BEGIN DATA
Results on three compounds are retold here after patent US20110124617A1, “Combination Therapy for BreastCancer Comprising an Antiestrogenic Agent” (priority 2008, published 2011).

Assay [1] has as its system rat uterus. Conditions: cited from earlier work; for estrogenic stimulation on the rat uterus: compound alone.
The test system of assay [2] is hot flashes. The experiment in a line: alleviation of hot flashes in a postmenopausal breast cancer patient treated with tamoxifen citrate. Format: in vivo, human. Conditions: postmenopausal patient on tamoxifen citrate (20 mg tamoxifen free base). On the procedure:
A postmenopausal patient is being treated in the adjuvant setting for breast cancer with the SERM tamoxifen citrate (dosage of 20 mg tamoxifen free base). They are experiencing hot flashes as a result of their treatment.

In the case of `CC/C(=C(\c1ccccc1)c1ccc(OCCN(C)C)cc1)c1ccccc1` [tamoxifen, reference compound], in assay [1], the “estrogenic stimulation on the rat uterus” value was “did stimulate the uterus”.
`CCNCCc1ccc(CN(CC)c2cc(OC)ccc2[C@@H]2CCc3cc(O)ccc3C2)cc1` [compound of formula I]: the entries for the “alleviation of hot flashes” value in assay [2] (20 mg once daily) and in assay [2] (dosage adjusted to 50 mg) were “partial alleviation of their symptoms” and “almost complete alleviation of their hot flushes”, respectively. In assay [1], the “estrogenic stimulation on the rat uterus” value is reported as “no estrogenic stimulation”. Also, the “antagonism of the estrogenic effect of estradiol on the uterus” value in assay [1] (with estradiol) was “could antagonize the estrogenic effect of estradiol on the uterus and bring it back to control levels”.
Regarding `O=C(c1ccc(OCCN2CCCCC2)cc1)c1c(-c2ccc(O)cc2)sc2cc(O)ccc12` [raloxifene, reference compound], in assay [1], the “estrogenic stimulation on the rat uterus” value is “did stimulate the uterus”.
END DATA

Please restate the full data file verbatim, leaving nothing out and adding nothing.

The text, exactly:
Results on three compounds are retold here after patent US20110124617A1, “Combination Therapy for BreastCancer Comprising an Antiestrogenic Agent” (priority 2008, published 2011).

Assay [1] has as its system rat uterus. Conditions: cited from earlier work; for estrogenic stimulation on the rat uterus: compound alone.
The test system of assay [2] is hot flashes. The experiment in a line: alleviation of hot flashes in a postmenopausal breast cancer patient treated with tamoxifen citrate. Format: in vivo, human. Conditions: postmenopausal patient on tamoxifen citrate (20 mg tamoxifen free base). On the procedure:
A postmenopausal patient is being treated in the adjuvant setting for breast cancer with the SERM tamoxifen citrate (dosage of 20 mg tamoxifen free base). They are experiencing hot flashes as a result of their treatment.

In the case of `CC/C(=C(\c1ccccc1)c1ccc(OCCN(C)C)cc1)c1ccccc1` [tamoxifen, reference compound], in assay [1], the “estrogenic stimulation on the rat uterus” value was “did stimulate the uterus”.
`CCNCCc1ccc(CN(CC)c2cc(OC)ccc2[C@@H]2CCc3cc(O)ccc3C2)cc1` [compound of formula I]: the entries for the “alleviation of hot flashes” value in assay [2] (20 mg once daily) and in assay [2] (dosage adjusted to 50 mg) were “partial alleviation of their symptoms” and “almost complete alleviation of their hot flushes”, respectively. In assay [1], the “estrogenic stimulation on the rat uterus” value is reported as “no estrogenic stimulation”. Also, the “antagonism of the estrogenic effect of estradiol on the uterus” value in assay [1] (with estradiol) was “could antagonize the estrogenic effect of estradiol on the uterus and bring it back to control levels”.
Regarding `O=C(c1ccc(OCCN2CCCCC2)cc1)c1c(-c2ccc(O)cc2)sc2cc(O)ccc12` [raloxifene, reference compound], in assay [1], the “estrogenic stimulation on the rat uterus” value is “did stimulate the uterus”.